Manage Care and How It Has Affected and Changed Health Care
Manage Care and how it has affected and changed Health Care
“Managed care embodies an effort by employers, the insurance industry, and some elements of the medical profession to establish priorities and decide who gets what from the health care system.” (JAMA.2001; pg. 285:2622-2628). Manage Care is part of the Health Care system since 1973 is known as the system that finances and delivers health care to individuals enrolled under their plans. Manage care is intended to reduce the unnecessary health care cost in America through a variety of mechanism that includes medical necessity review programs, economic incentives for physicians, beneficiary cost sharing, control of patients lengths of stay just to name a few. The regulations and stipulations for cost control have made it very difficult for some individuals to get the care they need. Manage is established as a for profit establishment that has a bigger interest in saving cost and making profits than providing quality healthcare. The introduction of managed care has done nothing else but hurt some of the people of this country. The lack of quality of care given to patients is not one of high ethics and acceptance. From their overpriced premiums, the inability to see a specialist as needed, lack of patients to doctors quality time. Those issues and more have put serious hardship financially on the people and the economy. The PCP’s in manage care in Particular have been put in an awkward position of being gate keeper to their very own patients care. The suggested model of managed care physician to patient relationship is built on accommodating the changes they are in need of in financing health care. Physicians in my opinion have an ethical obligation to their patients and the quality of care that they provide to them.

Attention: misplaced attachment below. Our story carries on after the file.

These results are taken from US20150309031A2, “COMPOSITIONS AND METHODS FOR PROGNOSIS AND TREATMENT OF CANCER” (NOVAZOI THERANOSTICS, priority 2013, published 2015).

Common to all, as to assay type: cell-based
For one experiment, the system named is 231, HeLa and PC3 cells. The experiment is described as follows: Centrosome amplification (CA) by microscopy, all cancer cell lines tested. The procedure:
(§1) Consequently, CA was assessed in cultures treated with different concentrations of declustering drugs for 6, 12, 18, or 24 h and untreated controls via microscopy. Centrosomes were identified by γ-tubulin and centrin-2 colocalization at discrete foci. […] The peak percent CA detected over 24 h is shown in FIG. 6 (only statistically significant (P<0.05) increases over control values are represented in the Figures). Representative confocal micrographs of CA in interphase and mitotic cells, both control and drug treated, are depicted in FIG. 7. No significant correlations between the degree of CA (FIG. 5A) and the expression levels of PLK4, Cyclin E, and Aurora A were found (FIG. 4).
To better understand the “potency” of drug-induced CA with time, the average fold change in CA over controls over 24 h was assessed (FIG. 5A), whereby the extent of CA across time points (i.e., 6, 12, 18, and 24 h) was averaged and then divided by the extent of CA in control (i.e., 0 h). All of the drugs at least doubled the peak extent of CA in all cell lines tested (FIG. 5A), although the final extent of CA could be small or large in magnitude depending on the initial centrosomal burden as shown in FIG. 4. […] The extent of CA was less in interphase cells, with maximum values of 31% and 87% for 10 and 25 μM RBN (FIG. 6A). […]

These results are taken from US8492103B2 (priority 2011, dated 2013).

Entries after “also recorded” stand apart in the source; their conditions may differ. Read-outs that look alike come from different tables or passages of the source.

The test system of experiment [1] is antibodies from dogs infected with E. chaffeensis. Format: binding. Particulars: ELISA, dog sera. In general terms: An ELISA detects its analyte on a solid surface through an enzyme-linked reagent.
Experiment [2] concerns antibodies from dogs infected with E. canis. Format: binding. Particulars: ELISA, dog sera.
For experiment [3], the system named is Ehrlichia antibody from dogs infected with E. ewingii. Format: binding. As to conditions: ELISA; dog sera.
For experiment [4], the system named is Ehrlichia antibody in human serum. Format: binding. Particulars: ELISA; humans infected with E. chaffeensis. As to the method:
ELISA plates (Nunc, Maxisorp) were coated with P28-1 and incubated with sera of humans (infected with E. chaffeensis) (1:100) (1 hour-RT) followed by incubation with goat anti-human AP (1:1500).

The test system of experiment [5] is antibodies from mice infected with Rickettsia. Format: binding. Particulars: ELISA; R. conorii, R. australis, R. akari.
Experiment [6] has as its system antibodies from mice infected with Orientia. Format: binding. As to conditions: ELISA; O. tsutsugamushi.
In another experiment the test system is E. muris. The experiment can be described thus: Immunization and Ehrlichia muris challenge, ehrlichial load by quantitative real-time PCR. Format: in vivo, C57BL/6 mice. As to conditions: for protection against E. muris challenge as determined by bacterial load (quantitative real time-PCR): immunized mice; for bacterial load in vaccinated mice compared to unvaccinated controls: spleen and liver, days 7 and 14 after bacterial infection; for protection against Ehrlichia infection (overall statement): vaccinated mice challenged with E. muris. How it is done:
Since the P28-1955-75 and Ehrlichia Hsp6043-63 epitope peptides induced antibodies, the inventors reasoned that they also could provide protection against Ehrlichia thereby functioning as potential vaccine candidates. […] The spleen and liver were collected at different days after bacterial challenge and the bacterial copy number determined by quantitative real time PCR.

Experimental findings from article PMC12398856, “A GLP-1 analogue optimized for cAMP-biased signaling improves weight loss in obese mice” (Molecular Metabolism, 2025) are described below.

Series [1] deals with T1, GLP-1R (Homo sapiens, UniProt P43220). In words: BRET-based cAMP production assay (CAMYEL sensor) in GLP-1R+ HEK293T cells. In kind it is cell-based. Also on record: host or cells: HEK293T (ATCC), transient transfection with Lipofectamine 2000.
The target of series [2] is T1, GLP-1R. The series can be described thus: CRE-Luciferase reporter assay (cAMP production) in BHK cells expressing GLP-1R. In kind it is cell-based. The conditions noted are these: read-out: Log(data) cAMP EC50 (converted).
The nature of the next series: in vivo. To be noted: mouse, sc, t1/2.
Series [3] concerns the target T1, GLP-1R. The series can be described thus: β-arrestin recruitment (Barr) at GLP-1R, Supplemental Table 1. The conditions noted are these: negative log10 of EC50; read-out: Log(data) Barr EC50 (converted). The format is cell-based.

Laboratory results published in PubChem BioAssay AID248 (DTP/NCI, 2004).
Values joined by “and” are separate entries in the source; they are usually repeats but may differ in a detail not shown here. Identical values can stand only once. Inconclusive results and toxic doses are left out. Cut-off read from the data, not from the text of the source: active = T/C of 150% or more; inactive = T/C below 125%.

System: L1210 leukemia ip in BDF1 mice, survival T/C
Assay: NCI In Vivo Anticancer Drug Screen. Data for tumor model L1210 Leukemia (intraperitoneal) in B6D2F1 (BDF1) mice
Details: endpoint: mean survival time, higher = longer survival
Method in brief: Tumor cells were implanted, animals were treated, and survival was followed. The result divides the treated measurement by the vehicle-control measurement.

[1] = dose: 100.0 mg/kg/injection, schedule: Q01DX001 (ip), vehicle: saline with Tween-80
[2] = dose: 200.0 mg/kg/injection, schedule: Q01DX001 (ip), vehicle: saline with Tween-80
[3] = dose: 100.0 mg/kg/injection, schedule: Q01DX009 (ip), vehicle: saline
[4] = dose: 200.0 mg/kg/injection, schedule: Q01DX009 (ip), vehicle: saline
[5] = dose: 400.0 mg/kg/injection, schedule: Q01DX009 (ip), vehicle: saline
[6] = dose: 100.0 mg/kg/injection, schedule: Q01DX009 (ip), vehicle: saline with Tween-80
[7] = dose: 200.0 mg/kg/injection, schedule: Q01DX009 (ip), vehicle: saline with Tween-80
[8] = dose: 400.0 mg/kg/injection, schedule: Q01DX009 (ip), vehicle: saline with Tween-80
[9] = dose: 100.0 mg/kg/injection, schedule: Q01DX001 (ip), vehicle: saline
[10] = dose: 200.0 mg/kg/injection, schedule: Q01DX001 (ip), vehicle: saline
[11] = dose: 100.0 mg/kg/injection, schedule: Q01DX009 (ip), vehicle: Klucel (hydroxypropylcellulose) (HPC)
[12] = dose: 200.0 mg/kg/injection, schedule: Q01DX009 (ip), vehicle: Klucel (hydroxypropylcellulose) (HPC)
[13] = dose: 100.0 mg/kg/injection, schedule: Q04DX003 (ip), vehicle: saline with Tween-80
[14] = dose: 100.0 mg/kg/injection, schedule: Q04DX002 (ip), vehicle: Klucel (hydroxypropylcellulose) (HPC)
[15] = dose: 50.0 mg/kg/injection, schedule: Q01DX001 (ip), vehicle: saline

The restrictions and incentives imposed by manage care organizations are designed to modify physicians practice behavior may...
References: ( AMA) Berman, M. (2011). A public health perspective on health care reform. Health Matrix (Cleveland, Ohio: 1991), 21(2), 353-383
JAMA: The Journal of the American Medical Association Issue: Volume 285(20), 23/30 May 2001, pp 2622-2628
Kinney, E. D. (2010). For profit enterprise in health care: Can it contribute to health reform? American Journal of Law and Medicine, 36(2), 405-35. Retrieved from http://search.proquest.com/docview/749698640?accountid=35812
[ 1 ]. Kinney, E. D. (2010). For profit enterprise in health care: Can it contribute to health reform? American Journal of Law and Medicine, 36(2), 405-35. Retrieved from http://search.proquest.com/docview/749698640?accountid=35812
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